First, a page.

English   español  
Please use this identifier to cite or link to this item: http://hdl.handle.net/10261/9774
Share/Impact:
Statistics
logo share SHARE logo core CORE   Add this article to your Mendeley library MendeleyBASE

Visualizar otros formatos: MARC | Dublin Core | RDF | ORE | MODS | METS | DIDL
Exportar a otros formatos:

Title

The influence of oceanographic fronts and early-life-history traits on connectivity among littoral fish species

AuthorsGalarza, Juan A.; Carreras-Carbonell, Josep ; Macpherson, Enrique ; Pascual, Marta; Roques, Séverine ; Turner, George F.; Rico, Ciro
KeywordsGene flow
Microsatellite
Ocean circulation
Pelagic stages
Issue Date21-Jan-2009
PublisherNational Academy of Sciences (U.S.)
CitationProc. Natl. Acad. Sci. USA, doi: 10.1073/pnas.0806804106
AbstractThe spatial distribution of neutral genetic diversity is mainly influenced by barriers to dispersal. The nature of such barriers varies according to the dispersal means and capabilities of the organisms concerned. Although these barriers are often obvious on land, in the ocean they can be more difficult to identify. Determining the relative influence of physical and biotic factors on genetic connectivity remains a major challenge for marine ecologists. Here, we compare gene flow patterns of 7 littoral fish species from 6 families with a range of early-life-history traits sampled at the same geographic locations across common environmental discontinuities in the form of oceanic fronts in the Western Mediterranean. We show that these fronts represent major barriers to gene flow and have a strong influence on the population genetic structure of some fish species. We also found no significant relation between the early-life-history traits most commonly investigated (egg type, pelagic larval duration, and inshore-offshore spawning) and gene flow patterns, suggesting that other life-history factors should deserve attention. The fronts analyzed and the underlying physical mechanisms are not site-specific but common among the oceans, suggesting the generality of our findings.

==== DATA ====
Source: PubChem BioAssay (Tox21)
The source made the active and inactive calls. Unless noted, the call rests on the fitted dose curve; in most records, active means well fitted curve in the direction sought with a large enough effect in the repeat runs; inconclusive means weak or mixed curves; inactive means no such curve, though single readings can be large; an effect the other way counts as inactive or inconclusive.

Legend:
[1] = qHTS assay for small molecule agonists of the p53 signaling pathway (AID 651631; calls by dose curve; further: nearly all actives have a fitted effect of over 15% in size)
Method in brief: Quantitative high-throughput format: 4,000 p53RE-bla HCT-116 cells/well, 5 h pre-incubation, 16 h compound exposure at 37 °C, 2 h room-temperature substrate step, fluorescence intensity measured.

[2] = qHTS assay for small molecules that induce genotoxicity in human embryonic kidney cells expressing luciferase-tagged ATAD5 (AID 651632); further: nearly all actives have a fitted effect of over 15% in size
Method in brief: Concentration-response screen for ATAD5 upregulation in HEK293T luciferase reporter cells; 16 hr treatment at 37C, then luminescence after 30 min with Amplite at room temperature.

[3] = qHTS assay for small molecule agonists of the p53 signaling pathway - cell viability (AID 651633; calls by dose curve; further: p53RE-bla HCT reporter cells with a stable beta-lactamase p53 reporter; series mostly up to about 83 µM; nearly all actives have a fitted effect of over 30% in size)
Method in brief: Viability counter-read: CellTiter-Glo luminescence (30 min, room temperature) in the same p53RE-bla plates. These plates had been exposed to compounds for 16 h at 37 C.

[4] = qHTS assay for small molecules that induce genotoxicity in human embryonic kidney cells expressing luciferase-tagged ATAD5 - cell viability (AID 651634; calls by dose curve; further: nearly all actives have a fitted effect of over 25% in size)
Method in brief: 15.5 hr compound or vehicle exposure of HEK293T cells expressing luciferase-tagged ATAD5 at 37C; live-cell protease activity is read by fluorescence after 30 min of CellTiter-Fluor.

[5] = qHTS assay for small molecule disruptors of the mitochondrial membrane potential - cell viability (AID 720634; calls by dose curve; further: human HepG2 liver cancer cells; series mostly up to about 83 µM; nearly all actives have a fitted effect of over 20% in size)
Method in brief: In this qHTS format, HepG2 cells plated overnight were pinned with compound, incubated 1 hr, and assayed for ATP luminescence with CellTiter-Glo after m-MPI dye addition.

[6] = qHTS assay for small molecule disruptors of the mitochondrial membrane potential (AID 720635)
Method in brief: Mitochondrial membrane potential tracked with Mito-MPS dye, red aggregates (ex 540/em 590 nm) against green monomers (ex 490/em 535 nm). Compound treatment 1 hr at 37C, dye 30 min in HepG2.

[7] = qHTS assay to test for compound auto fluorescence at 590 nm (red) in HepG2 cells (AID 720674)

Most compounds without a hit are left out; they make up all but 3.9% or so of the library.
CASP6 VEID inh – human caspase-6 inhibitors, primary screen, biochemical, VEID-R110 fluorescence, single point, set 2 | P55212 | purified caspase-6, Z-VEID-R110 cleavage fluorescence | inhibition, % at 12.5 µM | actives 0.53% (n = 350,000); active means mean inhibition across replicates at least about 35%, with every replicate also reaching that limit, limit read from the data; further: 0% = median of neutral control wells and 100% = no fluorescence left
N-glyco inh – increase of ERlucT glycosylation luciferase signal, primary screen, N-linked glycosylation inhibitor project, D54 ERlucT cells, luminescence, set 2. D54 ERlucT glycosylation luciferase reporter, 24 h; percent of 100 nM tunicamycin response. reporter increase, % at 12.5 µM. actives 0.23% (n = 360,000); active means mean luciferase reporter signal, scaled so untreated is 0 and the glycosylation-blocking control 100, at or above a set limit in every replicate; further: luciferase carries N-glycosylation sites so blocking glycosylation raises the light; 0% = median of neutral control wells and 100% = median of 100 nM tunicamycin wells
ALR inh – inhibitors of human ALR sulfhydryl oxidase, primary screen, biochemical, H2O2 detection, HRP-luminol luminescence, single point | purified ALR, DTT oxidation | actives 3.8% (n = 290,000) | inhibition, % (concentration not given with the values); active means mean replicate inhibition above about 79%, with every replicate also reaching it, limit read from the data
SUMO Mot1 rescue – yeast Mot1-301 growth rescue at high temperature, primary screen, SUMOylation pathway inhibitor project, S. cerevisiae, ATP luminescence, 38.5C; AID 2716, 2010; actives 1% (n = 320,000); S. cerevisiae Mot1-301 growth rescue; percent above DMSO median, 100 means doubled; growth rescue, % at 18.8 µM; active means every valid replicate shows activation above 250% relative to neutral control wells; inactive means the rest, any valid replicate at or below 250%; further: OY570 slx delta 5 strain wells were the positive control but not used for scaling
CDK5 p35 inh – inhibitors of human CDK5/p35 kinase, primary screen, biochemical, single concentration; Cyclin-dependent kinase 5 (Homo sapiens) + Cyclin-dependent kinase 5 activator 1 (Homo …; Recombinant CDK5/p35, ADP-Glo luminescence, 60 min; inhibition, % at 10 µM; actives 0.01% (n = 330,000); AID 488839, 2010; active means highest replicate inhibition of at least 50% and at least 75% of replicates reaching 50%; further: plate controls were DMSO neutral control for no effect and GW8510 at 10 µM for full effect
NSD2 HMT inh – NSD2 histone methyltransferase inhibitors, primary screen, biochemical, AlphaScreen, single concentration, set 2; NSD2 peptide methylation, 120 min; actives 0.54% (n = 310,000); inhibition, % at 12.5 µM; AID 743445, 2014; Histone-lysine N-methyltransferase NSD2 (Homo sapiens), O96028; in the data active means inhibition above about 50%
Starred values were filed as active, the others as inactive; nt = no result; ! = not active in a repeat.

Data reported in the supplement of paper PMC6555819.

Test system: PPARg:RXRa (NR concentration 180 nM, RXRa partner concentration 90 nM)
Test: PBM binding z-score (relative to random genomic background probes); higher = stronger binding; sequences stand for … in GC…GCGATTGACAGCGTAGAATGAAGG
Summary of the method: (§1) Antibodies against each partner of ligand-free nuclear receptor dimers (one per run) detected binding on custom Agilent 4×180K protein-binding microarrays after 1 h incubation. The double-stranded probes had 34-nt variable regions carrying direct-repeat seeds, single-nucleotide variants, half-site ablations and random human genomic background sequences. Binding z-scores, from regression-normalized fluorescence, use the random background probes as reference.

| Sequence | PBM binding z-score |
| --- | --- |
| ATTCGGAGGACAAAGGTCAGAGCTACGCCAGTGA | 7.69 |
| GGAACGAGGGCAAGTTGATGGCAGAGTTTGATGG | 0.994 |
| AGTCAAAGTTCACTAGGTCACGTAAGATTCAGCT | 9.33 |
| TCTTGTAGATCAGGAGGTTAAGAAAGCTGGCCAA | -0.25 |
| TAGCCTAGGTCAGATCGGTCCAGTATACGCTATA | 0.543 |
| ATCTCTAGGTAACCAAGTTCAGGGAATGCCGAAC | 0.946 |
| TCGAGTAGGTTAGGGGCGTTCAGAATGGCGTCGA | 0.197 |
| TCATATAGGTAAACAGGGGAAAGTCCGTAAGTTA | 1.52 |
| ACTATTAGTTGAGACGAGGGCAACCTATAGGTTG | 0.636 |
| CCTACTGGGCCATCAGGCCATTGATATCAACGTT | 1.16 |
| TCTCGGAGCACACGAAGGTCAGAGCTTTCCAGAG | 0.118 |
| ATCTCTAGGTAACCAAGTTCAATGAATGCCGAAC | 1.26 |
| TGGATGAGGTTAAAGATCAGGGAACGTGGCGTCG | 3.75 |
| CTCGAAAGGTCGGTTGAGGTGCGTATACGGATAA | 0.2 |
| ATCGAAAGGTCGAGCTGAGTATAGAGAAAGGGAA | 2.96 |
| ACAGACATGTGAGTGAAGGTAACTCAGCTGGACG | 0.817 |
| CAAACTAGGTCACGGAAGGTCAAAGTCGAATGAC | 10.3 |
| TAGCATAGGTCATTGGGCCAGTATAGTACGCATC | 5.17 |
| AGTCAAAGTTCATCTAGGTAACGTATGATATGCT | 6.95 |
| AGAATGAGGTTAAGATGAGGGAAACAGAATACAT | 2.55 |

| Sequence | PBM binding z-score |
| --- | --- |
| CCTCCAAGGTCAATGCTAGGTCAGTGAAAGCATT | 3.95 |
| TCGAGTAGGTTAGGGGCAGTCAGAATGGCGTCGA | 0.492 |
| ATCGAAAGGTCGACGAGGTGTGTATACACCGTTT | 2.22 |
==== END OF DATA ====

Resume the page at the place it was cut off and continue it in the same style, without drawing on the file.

Description6 pages, 3 figures.-- Supplementary information available (Suppl. Tables S1-S8, 9 pages) at: http://www.pnas.org/content/early/2009/01/21/0806804106/suppl/DCSupplemental
Article available Open Access at the publisher's site.
Publisher version (URL)http://dx.doi.org/10.1073/pnas.0806804106
URIhttp://hdl.handle.net/10261/9774
DOI10.1073/pnas.0806804106
ISSN0027-8424
Appears in Collections:(CEAB) Artículos
(EBD) Artículos
Files in This Item:
There are no files associated with this item.
Show full item record
Review this work
 

Related articles:


WARNING: Items in Digital.CSIC are protected by copyright, with all rights reserved, unless otherwise indicated.